Meeting the Team:
We officially met the rest of the Kittle team on our second day. Everyone in the office had a time slot to come in to see us. They introduced themselves, and asked us rather challenging questions (such as, ‘what breed of dog would you be and why?’, and ‘if you were a ghost, where would you want to haunt?’). These meetings meant we had a good idea of who our new colleagues were, and it was great to discover what fun and interesting people they were too.
From Day 1 we had lunch with the rest of the Kittle team, and worked alongside them in the office while completing training tasks, soaking up their valuable advice on the company, bid writing, and life in Reading. A Games Night after work gave further opportunity for getting to know everyone; a closely contested game of Catan stretched into the evening.
Joel’s training programme took us systematically through the many aspects of the role. We practised writing bid briefs, ‘reading in’ for bids, reviewing bids, answer-planning, and various kinds of writing, from emails to practice bids. We also learned about topics that often come up, such as RAMS documents and procurement regulations. There was a lot to take in, but Joel gave us regular feedback on our performance; I knew exactly what I was good at and what I could work on.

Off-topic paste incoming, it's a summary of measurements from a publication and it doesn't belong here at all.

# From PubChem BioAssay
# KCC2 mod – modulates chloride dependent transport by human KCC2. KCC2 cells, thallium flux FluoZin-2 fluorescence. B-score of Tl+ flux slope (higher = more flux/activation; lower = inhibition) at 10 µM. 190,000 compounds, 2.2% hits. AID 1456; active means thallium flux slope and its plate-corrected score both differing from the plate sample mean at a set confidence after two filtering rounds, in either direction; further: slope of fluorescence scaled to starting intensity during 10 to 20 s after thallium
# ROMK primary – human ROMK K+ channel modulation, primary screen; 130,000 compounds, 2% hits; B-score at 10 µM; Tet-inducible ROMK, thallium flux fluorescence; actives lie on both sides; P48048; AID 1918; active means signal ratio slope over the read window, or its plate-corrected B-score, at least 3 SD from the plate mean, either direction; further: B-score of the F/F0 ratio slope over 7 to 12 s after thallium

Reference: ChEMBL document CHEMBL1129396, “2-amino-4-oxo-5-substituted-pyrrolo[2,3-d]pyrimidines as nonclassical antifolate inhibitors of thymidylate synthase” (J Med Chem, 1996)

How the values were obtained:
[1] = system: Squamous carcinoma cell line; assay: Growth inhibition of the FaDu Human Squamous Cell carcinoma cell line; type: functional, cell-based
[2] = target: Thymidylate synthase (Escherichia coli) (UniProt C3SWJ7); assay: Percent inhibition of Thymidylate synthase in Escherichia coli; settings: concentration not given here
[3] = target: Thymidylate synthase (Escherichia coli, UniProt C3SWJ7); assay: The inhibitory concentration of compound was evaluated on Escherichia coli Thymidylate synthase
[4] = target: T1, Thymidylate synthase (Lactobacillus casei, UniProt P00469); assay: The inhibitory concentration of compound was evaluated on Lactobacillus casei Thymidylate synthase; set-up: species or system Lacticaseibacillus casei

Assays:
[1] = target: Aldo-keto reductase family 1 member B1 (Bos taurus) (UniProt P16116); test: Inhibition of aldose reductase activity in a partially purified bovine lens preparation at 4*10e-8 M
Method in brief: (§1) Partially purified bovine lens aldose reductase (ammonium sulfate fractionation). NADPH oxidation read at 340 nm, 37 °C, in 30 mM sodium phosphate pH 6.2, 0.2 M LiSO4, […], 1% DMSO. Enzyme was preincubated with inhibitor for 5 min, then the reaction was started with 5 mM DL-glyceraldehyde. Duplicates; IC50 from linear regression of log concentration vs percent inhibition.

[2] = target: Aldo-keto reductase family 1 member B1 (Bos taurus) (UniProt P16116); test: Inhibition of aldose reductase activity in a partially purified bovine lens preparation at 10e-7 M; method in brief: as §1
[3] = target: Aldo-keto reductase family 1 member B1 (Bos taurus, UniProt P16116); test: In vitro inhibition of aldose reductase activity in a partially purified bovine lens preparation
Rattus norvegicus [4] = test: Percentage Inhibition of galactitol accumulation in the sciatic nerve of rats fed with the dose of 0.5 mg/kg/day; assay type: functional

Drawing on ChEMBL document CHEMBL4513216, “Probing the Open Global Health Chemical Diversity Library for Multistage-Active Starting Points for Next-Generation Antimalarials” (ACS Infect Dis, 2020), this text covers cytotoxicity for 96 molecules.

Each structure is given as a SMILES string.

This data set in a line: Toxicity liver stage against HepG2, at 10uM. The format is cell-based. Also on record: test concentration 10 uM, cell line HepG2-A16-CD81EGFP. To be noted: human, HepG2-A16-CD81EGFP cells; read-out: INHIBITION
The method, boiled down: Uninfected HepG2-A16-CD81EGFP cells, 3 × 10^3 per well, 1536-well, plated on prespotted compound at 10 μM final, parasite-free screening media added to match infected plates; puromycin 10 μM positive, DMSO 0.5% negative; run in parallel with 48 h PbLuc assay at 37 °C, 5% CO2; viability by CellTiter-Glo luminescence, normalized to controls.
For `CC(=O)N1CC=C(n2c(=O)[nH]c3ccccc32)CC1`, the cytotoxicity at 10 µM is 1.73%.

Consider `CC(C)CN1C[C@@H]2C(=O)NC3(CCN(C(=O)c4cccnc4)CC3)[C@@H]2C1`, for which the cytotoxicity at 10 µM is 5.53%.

A highlight of training was delivering a presentation to the company. The three newbies were each assigned a topic to present; Ben and Faye did theirs on CDM regulations and TUPE, and I did mine on Agile project management. This was not only a great opportunity to learn about topics directly relevant to bidding, but also gave us our first chance, through refreshing bid writers’ knowledge of these topics, to add value for the company. As you can imagine, delivering a presentation to the whole firm at once was daunting, but there was a real sense of achievement – and confidence boost – in having done it.